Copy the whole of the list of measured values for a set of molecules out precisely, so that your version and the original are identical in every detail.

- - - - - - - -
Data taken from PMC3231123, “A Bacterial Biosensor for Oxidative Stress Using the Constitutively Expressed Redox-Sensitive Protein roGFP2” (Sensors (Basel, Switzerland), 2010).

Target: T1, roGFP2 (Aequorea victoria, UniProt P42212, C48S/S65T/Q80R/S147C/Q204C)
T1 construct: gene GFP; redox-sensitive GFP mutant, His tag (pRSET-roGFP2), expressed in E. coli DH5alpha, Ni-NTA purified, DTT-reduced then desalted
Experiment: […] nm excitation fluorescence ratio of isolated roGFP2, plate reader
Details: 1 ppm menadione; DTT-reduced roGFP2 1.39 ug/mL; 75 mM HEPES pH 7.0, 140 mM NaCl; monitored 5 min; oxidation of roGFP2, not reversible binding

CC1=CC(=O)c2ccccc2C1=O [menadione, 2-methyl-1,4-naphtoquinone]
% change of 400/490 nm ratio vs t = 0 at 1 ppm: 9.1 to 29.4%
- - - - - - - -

Data taken from PMC3231123, “A Bacterial Biosensor for Oxidative Stress Using the Constitutively Expressed Redox-Sensitive Protein roGFP2” (Sensors (Basel, Switzerland), 2010).

Target: T1, roGFP2 (Aequorea victoria, UniProt P42212, C48S/S65T/Q80R/S147C/Q204C)
T1 construct: gene GFP; redox-sensitive GFP mutant, His tag (pRSET-roGFP2), expressed in E. coli DH5alpha, Ni-NTA purified, DTT-reduced then desalted
Experiment: […] nm excitation fluorescence ratio of isolated roGFP2, plate reader
Details: 1 ppm menadione; DTT-reduced roGFP2 1.39 ug/mL; 75 mM HEPES pH 7.0, 140 mM NaCl; monitored 5 min; oxidation of roGFP2, not reversible binding

CC1=CC(=O)c2ccccc2C1=O [menadione, 2-methyl-1,4-naphtoquinone]
% change of 400/490 nm ratio vs t = 0 at 1 ppm: 9.1 to 29.4%